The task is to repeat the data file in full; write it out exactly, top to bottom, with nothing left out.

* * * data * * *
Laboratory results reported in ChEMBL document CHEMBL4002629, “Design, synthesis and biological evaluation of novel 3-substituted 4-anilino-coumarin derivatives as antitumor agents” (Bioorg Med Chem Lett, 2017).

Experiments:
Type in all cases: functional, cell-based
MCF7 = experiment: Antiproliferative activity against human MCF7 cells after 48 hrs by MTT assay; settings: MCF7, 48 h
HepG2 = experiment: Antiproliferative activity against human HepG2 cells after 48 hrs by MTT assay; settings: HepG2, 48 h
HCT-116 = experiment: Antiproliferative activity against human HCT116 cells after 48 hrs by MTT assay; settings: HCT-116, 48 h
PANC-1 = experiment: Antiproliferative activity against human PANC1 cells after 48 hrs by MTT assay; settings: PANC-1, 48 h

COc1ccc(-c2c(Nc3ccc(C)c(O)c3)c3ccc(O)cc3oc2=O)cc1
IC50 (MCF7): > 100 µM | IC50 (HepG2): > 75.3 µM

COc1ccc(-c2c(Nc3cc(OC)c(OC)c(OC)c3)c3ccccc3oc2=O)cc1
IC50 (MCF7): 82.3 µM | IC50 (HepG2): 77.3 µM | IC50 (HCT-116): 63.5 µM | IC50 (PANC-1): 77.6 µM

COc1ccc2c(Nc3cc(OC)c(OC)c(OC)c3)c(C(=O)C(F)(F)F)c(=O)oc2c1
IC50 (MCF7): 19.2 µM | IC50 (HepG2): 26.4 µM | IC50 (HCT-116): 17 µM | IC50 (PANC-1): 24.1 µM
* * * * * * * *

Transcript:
Laboratory results reported in ChEMBL document CHEMBL4002629, “Design, synthesis and biological evaluation of novel 3-substituted 4-anilino-coumarin derivatives as antitumor agents” (Bioorg Med Chem Lett, 2017).

Experiments:
Type in all cases: functional, cell-based
MCF7 = experiment: Antiproliferative activity against human MCF7 cells after 48 hrs by MTT assay; settings: MCF7, 48 h
HepG2 = experiment: Antiproliferative activity against human HepG2 cells after 48 hrs by MTT assay; settings: HepG2, 48 h
HCT-116 = experiment: Antiproliferative activity against human HCT116 cells after 48 hrs by MTT assay; settings: HCT-116, 48 h
PANC-1 = experiment: Antiproliferative activity against human PANC1 cells after 48 hrs by MTT assay; settings: PANC-1, 48 h

COc1ccc(-c2c(Nc3ccc(C)c(O)c3)c3ccc(O)cc3oc2=O)cc1
IC50 (MCF7): > 100 µM | IC50 (HepG2): > 75.3 µM

COc1ccc(-c2c(Nc3cc(OC)c(OC)c(OC)c3)c3ccccc3oc2=O)cc1
IC50 (MCF7): 82.3 µM | IC50 (HepG2): 77.3 µM | IC50 (HCT-116): 63.5 µM | IC50 (PANC-1): 77.6 µM

COc1ccc2c(Nc3cc(OC)c(OC)c(OC)c3)c(C(=O)C(F)(F)F)c(=O)oc2c1
IC50 (MCF7): 19.2 µM | IC50 (HepG2): 26.4 µM | IC50 (HCT-116): 17 µM | IC50 (PANC-1): 24.1 µM